A naturopathic degree is a post-graduate credential that allows one to practice naturopathic medicine and use the title ND, naturopathic doctor, or NMD, naturopathic medical doctor. There are approximately nine traditional schools of naturopathy and seven accredited schools in the U.S. and Canada. Admission to accredited residential naturopathic degree programs requires a bachelor's degree; admission to a traditional school of naturopathy, however, may only require a high school diploma. During the four-year course of study, one takes classes in conventional medical sciences, such as anatomy and biochemistry, in addition to learning alternative and holistic techniques.
Most naturopathic medical programs begin the first year with a standard medical science curriculum that includes the body's systems and how they work. One also learns about the history of naturopathic medicine, its philosophy, and some of the basic treatment modalities. More schools are incorporating clinical training into their degree programs, and the first year of naturopathic training may include shadowing practicing naturopaths.
In the second year of coursework, training in medical sciences continues. Students learn about diseases and how they impact the body over time. Students also learn about diagnosing disease through lab work, physical examinations, and clinical tests during. Further study into naturopathic modalities, such as homeopathy and hydrotherapy, is also explored in the second year.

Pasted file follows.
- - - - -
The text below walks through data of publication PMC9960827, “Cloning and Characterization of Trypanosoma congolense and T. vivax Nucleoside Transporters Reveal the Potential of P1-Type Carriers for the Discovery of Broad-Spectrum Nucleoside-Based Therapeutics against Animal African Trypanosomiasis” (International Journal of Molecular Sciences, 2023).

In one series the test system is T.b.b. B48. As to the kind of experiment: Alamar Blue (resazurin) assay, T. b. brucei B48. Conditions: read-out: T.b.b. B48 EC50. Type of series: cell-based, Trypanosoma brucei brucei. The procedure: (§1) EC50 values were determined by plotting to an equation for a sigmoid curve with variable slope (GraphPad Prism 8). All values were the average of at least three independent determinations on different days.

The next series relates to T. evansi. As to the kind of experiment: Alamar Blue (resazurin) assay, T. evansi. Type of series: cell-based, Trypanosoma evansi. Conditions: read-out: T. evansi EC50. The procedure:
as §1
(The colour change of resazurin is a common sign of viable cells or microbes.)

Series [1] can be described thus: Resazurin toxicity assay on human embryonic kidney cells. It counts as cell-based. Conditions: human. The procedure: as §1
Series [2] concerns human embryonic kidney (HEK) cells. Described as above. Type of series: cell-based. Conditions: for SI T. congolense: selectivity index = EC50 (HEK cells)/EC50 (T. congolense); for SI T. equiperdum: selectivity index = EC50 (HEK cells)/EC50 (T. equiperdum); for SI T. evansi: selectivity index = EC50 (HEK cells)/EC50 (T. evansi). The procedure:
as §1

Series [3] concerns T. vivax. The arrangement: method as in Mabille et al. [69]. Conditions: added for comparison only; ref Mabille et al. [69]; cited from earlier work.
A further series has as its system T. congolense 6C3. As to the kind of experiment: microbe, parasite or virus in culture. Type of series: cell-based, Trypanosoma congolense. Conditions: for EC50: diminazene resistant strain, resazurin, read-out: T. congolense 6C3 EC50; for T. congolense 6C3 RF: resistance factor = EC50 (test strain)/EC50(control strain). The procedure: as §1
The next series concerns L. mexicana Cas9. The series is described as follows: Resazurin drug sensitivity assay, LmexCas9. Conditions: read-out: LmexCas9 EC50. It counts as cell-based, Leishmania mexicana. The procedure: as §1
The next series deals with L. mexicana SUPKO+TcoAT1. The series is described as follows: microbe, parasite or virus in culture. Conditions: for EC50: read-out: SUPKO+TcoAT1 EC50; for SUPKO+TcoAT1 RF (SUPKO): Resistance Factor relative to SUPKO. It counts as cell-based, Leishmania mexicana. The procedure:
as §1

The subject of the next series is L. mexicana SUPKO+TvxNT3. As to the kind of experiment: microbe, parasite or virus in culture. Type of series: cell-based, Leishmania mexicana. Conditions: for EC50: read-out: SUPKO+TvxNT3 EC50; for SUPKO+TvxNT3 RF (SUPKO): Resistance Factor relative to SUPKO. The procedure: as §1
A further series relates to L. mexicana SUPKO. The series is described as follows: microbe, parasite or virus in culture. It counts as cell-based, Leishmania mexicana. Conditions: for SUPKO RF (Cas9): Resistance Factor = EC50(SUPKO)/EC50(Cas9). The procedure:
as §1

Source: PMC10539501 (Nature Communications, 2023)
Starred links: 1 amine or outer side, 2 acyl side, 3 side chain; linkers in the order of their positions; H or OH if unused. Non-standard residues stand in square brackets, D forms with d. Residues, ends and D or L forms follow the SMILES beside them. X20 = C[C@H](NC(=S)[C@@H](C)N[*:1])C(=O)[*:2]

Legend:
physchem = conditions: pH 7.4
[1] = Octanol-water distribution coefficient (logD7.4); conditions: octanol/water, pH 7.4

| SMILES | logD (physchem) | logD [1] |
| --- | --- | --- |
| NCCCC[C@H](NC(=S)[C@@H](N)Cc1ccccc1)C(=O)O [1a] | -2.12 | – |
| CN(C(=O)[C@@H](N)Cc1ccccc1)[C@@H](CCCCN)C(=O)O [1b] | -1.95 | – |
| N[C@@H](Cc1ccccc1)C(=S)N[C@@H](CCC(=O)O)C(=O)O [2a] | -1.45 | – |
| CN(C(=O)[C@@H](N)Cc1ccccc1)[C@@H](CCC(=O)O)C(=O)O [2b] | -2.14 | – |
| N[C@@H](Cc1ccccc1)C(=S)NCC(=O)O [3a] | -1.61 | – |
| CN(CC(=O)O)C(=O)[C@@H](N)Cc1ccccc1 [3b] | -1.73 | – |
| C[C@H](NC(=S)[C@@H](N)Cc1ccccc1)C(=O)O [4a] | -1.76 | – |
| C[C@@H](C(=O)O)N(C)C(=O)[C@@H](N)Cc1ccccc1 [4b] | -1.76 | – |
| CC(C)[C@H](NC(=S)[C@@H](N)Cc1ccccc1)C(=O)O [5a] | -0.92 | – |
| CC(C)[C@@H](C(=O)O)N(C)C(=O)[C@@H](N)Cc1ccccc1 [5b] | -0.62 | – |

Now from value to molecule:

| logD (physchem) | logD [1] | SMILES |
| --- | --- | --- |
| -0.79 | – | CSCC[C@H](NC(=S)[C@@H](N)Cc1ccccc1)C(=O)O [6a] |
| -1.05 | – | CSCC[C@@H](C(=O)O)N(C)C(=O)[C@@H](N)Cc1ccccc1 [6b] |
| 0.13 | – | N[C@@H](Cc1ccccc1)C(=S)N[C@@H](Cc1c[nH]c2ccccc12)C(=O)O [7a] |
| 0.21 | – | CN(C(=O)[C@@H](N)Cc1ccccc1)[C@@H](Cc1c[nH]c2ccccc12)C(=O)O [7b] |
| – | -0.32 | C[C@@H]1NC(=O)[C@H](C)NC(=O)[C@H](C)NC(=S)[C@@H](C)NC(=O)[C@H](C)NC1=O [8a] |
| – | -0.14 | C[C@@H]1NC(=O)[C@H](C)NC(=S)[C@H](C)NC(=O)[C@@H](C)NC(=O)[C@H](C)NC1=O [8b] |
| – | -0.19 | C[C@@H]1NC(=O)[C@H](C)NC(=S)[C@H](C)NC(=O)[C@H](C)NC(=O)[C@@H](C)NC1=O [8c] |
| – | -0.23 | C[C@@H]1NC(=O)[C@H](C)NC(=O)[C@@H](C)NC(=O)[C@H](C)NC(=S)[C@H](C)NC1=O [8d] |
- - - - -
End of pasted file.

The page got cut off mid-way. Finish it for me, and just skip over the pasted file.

In the third and fourth years of study, the students begin more intensive clinical work with patients. Students may also study pharmacology and practice minor surgical techniques at this point in their training. When classes are completed at the end of the fourth year, the program culminates in a comprehensive examination.
Once the student has completed all of the required courses, clinical work, and passed the exam, he or she is granted the naturopathic degree. Unlike conventional medical doctors, naturopathic doctors are not required to complete a residency between graduating and beginning practice in most U.S. states, although other jurisdictions may impose different regulations. Even so, about 5% of new U.S. naturopathic doctors pursue residencies on their own.
Physicians who are interested in both alternative and conventional medicine may also want to consider earning a naturopathic degree in addition to their standard medical degree. This will allow the doctor to work as a primary care physician, a faculty member at a naturopathic college, a research scientist, and in many other areas of medicine. A naturopathic degree earned from an accredited college, followed by a residency, may provide a healthcare professional with the widest possible career options.